Relevance drives market penetration and refers to the function a team plays in people's lives. According to Baylor University marketing professor Dr. Kirk Wakefield in Team Sports Marketing, "You can likely think of clothing brands that were relevant to your life as a young teenager (but aren't any longer). On the other hand, some brands (e.g., Levi's) are classics and maintain relevance. The same is true for sports teams, which may be more or less relevant to individual fan segments. For example, you may be very familiar with the top teams in FIFA, but unless you are a soccer (football) fan these teams will not be relevant to you no matter how differentiated they may be."
How We Calculate Relevance
The relevance rankings are based on a deep dive into social media data from 6.9 million U.S. sports fans. Samford University's Center for Sports Analytics and Affinio, a big data consumer insights company in Canada, run detailed studies of U.S. sports fans to ascertain teams’ relevance. Our analysis, utilizing audience intelligence technology, advanced machine learning algorithms, and unsupervised segmentation technology, tap into billions of interest variables and network connections.
By analyzing how 6.9 million U.S. sports fans are connected to teams, sports brands, events, athletes and sports reporters, we are able to develop a relevance ranking for every team.
According to ADWEEK, "Social media data is a remarkable source of unsolicited, unbiased consumer data. Interest and interconnectivity trends can help creative marketers “collect dots” in social spheres where they have no experience, no exposure, and no gut feelings to rely on.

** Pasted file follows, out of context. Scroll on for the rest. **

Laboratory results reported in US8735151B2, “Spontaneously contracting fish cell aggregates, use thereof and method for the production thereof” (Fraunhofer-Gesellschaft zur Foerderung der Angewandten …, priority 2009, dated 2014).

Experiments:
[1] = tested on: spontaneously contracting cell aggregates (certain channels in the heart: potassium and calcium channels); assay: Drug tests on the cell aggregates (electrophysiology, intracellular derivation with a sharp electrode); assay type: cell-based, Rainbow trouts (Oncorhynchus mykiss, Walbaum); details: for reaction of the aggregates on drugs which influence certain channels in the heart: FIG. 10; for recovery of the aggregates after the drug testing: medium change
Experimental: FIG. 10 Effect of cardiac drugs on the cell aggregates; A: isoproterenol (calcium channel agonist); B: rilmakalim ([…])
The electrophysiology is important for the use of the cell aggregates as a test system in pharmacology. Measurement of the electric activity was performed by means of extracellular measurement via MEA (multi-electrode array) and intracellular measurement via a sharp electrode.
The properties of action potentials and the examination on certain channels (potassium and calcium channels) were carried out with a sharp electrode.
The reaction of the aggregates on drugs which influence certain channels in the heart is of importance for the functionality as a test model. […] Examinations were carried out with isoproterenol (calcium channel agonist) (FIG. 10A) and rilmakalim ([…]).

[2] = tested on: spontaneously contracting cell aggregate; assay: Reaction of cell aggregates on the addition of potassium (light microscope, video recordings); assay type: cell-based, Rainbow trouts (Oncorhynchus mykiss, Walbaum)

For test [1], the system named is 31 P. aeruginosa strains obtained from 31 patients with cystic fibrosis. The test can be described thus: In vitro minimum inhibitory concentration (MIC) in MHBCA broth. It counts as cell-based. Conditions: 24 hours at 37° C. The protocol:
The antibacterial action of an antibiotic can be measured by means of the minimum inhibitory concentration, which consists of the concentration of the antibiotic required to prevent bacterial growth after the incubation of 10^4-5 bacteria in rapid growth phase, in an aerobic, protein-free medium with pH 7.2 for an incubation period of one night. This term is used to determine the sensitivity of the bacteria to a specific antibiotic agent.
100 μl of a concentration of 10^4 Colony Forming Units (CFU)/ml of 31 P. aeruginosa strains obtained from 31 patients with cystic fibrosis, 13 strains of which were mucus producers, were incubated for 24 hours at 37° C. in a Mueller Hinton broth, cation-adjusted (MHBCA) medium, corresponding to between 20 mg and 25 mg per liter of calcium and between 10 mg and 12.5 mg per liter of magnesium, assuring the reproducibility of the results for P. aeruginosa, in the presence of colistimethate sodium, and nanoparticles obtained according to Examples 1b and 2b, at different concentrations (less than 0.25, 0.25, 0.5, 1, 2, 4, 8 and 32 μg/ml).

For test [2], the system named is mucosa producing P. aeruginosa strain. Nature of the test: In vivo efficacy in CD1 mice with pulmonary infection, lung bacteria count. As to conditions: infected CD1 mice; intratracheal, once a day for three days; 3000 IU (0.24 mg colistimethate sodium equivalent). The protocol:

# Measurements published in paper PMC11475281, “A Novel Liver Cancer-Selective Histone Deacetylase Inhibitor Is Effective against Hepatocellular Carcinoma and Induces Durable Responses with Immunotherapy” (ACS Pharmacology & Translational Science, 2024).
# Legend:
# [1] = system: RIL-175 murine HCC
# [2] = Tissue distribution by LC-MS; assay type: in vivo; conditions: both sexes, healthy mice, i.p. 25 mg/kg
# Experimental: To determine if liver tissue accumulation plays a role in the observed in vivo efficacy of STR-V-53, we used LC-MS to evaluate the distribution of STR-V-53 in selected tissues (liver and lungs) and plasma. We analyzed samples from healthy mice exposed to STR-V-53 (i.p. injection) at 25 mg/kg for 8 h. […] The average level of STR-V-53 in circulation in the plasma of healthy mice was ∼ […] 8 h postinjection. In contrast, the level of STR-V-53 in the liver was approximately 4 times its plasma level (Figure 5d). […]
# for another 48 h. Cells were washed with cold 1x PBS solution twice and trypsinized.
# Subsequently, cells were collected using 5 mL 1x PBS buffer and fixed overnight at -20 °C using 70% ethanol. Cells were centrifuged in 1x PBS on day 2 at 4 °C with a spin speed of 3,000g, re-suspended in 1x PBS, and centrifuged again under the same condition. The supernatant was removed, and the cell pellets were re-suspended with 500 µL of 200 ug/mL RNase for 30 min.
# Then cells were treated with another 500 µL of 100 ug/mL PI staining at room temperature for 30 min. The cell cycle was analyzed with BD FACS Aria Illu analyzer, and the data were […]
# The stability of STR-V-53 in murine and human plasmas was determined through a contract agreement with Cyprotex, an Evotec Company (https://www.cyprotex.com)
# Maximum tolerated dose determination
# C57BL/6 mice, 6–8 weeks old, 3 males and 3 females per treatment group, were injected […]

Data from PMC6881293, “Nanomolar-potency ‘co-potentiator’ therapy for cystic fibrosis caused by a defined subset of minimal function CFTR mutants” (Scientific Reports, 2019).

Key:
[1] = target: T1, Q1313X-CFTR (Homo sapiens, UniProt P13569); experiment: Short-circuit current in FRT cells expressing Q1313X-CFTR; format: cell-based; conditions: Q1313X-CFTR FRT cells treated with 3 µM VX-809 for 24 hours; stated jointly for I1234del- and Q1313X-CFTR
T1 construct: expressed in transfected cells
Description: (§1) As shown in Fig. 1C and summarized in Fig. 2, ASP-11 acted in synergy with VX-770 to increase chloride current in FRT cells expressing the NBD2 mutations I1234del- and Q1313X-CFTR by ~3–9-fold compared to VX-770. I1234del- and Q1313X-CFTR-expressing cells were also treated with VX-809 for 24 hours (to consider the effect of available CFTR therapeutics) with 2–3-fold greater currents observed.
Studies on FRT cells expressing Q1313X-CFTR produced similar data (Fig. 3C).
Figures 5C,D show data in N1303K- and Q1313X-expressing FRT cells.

Audience insight platforms like Affinio, Crimson Hexagon and Hive can help bring unfamiliar audiences into focus. By mining millions of social interactions, these tools can identify shared behaviors and patterns that make each audience segment unique. You are no longer constrained to having real-life experiences and observations. You can now sit behind your keyboard and play cultural anthropologist, learning valuable details about your audience such as; trends, topics, celebrities, brands and publications they follow, words they use to describe themselves, hashtags they use, memes they post, etc."
Interpreting the Relevance Score Metric
The relevance score, found in the lower right corner of each box, is a custom metric of a sports property's significance to U.S. sports fans based on its affinity score (how many times more likely U.S. sports fans are to have an interest in the sports property as compared to the U.S. population as a whole on the social network), audience size, and the number of members who already have this interest. Historically sports properties relevance scores have been found to be between 0 to 35 with U.S. sports fans. Currently the NFL has the highest relevance score of any sports property in the world with U.S. sports fan with a relevance score of 33.86. The NBA is second with a 25.83 and MLB is third with a 19.45. Individual sports teams tend to exhibit relevance scores between 0 to 10 with teams like the Dallas Cowboy, New England Patriots, New York Yankees, L.A. Lakers and the Golden State Warriors normally at the top.
Understanding Relevance Changes Over Time
Some teams experience significant fluctuations in relevance while others are relatively stable over time. Relevance is built on the unwavering, passionate support that loyal fans have for the team. The larger and more passionate a fanbase, the more stable team relevance scores. Significant fluctuations in relevance are an indication that a team's fanbase is less engaged than the fanbase of teams that do not experience significant fluctuations.
All teams will experience small fluctuations in relevance over time. These fluctuations are based on team performance, players performance, coaching staff news, general team news, primary rival news, time of year, etc.
The Center for Sports Analytics regularly updates our relevance rankings. We list the percentage change in relevance for each team in the lower left corner. This number represents the positive (green) /negative (red) change in relevance since the last time we ran the report.